Arts blogger the Jealous Curator on creative breakthroughs, envy, and Rosalux's group show

Danielle Krysa

Danielle Krysa

Canadian writer and artist Danielle Krysa started a blog, The Jealous Curator, back in 2009. The “jealous” refers to being envious of other artists’ work, lives, successes, and studios. “I felt like I’d never have any of that," she says. "And I was right, because I wasn’t making art. I was so stuck and so busy comparing myself to everyone else that I didn’t even allow myself to be creative.”

She started the blog solely for herself, hoping to document work that she loved and to find a way to flip that jealousy into something positive.

“It worked really fast,” she says.

After a month or two, she was excited about finding great pieces, and realized how many different kinds of art is out there. She figured that there must be a place for her work as well. “I just had to start making it. So I did. What a relief!” she says.

Krysa's blog was for herself; she never intended for it to launch a writing career. “I never thought anyone would actually read it, nor did I think I’d be given the opportunity to write books,” she says. Now, however, she can’t imagine not writing every day. “Writing has become a deliberate choice," she says. "If I could just write about art, make art, and talk about art for the rest of my life, I’d be all set.”

Krysa’s main advice for others hoping to work on their creativity is to just show up and be creative. “Even if you just do a little something every day -- a 15-minute sketch, a few photographs on your phone -- before you know it creativity will be part of  your everyday routine.”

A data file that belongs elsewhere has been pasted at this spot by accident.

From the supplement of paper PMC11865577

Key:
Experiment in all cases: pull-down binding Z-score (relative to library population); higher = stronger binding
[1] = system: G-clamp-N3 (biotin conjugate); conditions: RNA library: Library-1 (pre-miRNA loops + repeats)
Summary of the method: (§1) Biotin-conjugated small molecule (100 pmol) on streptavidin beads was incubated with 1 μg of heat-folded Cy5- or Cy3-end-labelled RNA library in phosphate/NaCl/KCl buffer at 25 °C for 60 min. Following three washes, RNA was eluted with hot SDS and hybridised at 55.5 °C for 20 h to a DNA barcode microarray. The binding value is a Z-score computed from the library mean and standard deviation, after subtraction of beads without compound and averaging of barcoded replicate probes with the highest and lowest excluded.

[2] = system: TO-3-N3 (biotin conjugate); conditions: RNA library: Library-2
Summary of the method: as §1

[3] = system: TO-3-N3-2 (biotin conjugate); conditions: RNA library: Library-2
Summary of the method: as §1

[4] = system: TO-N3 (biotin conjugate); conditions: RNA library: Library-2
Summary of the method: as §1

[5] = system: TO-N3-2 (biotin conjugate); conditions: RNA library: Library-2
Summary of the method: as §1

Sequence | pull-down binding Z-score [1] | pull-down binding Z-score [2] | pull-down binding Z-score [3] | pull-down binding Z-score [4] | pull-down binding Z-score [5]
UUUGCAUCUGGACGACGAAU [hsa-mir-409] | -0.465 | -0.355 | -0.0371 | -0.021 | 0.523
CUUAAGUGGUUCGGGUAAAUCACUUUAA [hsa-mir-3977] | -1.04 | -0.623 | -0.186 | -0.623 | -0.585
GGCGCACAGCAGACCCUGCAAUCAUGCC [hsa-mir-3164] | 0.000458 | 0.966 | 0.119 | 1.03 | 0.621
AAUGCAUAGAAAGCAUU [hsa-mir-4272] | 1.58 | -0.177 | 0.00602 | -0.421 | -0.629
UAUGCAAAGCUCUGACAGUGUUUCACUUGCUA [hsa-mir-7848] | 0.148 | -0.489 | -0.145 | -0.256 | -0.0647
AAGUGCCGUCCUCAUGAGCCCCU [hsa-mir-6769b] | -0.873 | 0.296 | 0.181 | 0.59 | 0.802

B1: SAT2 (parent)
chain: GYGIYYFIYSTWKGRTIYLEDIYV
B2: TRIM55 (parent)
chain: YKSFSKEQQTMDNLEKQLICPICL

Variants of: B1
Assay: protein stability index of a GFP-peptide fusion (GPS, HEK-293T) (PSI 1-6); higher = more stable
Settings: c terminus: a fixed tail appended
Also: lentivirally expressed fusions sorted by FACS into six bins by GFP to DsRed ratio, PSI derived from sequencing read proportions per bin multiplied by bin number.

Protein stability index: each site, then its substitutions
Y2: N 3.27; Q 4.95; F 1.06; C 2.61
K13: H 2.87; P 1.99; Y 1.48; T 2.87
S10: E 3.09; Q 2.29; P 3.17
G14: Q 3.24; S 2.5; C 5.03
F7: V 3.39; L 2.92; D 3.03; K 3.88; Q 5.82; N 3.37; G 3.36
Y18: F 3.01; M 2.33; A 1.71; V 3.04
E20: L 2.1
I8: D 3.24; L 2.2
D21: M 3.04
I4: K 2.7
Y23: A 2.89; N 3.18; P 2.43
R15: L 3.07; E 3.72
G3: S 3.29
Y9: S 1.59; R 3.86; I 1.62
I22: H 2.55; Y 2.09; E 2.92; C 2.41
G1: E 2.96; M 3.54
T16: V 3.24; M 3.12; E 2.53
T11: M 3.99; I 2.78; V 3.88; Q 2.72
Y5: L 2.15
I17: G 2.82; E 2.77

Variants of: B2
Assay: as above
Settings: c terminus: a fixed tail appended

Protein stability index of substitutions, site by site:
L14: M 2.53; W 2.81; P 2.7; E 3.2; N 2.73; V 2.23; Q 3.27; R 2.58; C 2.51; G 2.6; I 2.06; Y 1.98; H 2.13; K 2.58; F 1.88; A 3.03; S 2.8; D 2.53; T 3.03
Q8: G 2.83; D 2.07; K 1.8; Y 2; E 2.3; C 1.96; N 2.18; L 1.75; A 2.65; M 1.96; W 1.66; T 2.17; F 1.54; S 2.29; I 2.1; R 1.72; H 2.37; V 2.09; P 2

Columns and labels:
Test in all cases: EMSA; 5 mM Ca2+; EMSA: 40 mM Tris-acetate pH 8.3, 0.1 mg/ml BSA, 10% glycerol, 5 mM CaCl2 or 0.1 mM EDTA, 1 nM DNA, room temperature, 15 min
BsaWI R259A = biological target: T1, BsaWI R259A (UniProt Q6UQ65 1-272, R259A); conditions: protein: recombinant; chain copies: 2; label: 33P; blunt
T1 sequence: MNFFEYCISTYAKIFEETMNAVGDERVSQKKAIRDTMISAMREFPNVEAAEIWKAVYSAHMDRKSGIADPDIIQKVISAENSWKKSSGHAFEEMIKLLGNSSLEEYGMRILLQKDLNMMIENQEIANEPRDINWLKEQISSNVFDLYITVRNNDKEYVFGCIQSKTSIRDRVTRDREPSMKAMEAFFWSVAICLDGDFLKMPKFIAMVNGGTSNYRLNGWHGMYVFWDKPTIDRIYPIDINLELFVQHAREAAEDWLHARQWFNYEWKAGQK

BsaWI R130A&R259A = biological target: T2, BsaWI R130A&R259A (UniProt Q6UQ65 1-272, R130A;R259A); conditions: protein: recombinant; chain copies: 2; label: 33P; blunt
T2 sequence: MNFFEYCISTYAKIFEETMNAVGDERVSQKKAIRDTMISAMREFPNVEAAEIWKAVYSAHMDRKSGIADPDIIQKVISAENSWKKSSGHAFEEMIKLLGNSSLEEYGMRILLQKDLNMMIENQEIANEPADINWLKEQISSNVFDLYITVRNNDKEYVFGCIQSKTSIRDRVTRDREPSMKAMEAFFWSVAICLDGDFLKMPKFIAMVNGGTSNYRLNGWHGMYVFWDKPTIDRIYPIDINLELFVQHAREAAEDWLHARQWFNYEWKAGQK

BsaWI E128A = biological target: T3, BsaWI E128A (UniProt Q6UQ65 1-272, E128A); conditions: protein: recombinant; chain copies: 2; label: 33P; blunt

Danielle Krysa

Danielle Krysa

For the 13th edition of Rosalux Gallery’s juried group show “Open Door,” the artist-run collective invited Krysa to curate.

Going through all the submissions was overwhelming. Instead of starting with a specific theme, Krysa followed her creative instincts when putting the exhibition together. “As I narrowed it down, a palette began to emerge, and an overall tone was set,” she says. “The work in this show is beautiful and there is a little wink to a lot of the pieces.”

Krysa calls the collection she’s made eclectic. “You might assume most of these pieces wouldn’t work together in the same space, yet strangely, they do,” she says. “Very often that connection is because of the color palette, but it can also come of the general tone of the work. The pieces in this show have a quiet peacefulness to them with just a dash of humor thrown in for good measure.”

Likening her process to “putting a giant, artsy puzzle together,” Krysa enjoys taking hundreds of beautiful, random pieces and narrowing them down into a cohesive groups that makes sense together. “When all of the pieces finally fit, well, that’s a very satisfying moment.”


"Open Door 13"
Now through December 30
1400 Van Buren St. NE, Minneapolis
There will be a public reception from 7 to 10 p.m. Saturday, Decemer 9.